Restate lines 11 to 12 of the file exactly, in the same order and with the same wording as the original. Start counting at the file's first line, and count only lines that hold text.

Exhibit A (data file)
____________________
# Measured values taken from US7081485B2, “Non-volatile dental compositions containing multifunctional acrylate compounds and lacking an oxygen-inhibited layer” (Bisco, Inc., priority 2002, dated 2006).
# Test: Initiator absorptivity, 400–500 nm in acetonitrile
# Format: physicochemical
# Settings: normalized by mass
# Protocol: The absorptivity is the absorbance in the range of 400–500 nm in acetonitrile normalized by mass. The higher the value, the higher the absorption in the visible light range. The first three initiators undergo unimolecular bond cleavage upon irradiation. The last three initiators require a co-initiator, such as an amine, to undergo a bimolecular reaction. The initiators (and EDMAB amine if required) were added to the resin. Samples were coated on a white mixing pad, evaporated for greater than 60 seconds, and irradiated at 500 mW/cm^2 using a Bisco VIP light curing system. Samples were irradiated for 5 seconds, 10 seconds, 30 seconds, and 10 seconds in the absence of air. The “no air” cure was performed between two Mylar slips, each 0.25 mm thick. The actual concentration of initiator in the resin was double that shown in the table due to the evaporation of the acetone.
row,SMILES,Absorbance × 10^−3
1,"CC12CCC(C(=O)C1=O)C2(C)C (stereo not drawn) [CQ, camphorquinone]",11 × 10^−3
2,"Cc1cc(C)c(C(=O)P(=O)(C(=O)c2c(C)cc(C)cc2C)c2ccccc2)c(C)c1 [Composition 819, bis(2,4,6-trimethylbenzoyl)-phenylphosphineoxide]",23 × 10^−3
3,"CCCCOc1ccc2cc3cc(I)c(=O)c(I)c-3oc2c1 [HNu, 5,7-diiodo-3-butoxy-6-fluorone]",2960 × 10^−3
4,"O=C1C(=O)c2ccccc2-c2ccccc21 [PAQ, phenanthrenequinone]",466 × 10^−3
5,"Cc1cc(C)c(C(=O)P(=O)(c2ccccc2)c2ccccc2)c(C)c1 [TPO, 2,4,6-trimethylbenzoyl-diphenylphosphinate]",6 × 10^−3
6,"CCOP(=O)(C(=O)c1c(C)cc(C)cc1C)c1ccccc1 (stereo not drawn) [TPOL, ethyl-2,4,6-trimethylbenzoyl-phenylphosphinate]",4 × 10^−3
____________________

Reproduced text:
5,"Cc1cc(C)c(C(=O)P(=O)(c2ccccc2)c2ccccc2)c(C)c1 [TPO, 2,4,6-trimethylbenzoyl-diphenylphosphinate]",6 × 10^−3
6,"CCOP(=O)(C(=O)c1c(C)cc(C)cc1C)c1ccccc1 (stereo not drawn) [TPOL, ethyl-2,4,6-trimethylbenzoyl-phenylphosphinate]",4 × 10^−3